What does Dartmouth dropout mean for the future of ACOs?

Dartmouth College in Hanover, N.H., has dropped out of the accountable care organization program it helped develop, reports The New York Times.

Dartmouth attributed the decision to mounting financial losses in the federal program.

Dartmouth's ACO cut Medicare spending on hospital stays, medical procedures, imaging and tests, an evaluation for the federal government showed, according to the article. However, the report states, the ACO faced possible financial penalties because it failed to meet federal officials' money-saving benchmarks.

"We were cutting costs and saving money and then paying a penalty on top of that," Robert A. Greene, MD, an executive vice president of the Lebanon, N.H.-based Dartmouth-Hitchcock health system, told The New York Times. "We would have loved to stay in the federal program, but it was just not sustainable."

The report points out that the dropout of Dartmouth raises questions about the future of ACOs.

ACOs overall saw mixed financial results in 2015. Across the board, 2015 was a great year for quality improvement among Pioneer ACOs, but not all participants did as well financially, according to CMS data. Together, the Pioneer ACOs generated net savings of $37 million for Medicare in 2015, and every organization improved in overall quality.

Eight of the 12 Pioneer ACOs were able to generate savings for Medicare, but just six shared in savings. Four generated shared losses, but just one had to pay back those losses to CMS.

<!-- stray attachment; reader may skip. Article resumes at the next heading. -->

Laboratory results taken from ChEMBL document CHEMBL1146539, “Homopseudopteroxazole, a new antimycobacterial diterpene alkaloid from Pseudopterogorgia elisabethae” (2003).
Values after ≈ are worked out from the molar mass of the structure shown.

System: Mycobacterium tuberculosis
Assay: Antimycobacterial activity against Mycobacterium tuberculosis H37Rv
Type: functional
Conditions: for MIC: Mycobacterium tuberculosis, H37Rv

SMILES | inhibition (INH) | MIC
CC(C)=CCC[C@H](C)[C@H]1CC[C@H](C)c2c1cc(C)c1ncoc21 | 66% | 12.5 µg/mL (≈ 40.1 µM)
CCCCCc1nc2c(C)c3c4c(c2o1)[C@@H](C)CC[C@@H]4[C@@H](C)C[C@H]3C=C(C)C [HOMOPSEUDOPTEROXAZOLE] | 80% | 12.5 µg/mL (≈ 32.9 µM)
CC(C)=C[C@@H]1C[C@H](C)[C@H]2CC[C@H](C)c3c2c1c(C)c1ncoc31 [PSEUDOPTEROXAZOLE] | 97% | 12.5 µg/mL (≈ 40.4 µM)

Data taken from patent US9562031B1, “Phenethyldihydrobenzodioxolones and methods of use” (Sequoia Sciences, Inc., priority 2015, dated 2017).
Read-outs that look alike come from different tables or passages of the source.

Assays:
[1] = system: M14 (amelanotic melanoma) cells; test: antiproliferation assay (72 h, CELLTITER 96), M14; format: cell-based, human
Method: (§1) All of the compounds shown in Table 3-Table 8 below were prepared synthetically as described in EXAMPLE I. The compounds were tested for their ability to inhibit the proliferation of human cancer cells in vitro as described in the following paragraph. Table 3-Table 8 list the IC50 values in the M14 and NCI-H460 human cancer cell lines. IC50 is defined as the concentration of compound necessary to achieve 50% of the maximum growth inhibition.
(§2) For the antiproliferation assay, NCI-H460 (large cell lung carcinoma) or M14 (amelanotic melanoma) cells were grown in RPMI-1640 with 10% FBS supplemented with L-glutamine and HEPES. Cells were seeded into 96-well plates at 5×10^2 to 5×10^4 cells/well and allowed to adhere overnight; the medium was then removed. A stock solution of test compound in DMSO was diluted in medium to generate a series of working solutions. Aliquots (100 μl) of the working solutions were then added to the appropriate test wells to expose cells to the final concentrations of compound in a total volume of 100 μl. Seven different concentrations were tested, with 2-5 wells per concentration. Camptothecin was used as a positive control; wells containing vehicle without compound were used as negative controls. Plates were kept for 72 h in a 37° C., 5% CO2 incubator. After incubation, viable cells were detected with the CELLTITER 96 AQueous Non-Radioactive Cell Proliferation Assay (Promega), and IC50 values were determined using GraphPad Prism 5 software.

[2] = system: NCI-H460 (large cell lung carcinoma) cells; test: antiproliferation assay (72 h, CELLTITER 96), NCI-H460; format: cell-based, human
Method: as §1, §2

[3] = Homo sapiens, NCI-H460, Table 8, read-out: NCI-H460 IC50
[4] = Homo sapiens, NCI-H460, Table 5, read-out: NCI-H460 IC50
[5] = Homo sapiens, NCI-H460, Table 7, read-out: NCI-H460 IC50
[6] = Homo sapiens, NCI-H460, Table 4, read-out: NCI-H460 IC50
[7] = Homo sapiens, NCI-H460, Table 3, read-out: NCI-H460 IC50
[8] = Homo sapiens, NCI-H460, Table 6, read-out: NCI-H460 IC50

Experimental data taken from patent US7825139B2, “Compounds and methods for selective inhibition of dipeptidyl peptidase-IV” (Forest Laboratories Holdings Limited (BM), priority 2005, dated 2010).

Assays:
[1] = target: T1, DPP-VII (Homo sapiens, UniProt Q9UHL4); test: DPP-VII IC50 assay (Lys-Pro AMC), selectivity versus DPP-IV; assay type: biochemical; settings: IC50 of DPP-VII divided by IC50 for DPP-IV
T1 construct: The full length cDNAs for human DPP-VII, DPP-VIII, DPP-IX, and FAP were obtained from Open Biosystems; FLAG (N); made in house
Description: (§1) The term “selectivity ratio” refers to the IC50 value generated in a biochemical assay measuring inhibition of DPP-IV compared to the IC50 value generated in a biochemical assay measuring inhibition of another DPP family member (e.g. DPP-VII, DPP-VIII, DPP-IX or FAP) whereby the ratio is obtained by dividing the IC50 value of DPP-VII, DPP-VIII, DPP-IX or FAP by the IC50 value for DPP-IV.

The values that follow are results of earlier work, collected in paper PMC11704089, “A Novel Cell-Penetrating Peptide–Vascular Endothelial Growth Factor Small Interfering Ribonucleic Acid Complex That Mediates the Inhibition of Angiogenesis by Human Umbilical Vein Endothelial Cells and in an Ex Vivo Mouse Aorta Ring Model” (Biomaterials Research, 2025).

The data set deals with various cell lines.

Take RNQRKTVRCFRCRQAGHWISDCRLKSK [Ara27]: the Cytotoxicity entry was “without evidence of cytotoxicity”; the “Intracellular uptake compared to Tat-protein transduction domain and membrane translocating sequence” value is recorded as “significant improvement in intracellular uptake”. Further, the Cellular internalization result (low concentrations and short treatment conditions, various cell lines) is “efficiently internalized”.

In the fourth performance year of the Medicare Shared Savings Program — 2015 — ACOs generated net savings of $429 million for Medicare and improved quality performance on several different measures, according to CMS data. About 30 percent of the 393 ACOs participating in 2015 earned shared savings.

CMS Acting Administrator Andy Slavitt said the advantages of ACOs were starting to be felt, the report states. The version right now is an early version "like the iPhone 2," he said on Twitter.

Elliott S. Fisher, MD, the director of the Dartmouth Institute for Health Policy and Clinical Practice, said he was cautiously optimistic about the future of ACOs, according to the report. "Evidence on spending suggests modest savings over all," he said, according to The New York Times, though he acknowledged that in Medicare "the model has yet to achieve the benefits many advocates hoped for."

 

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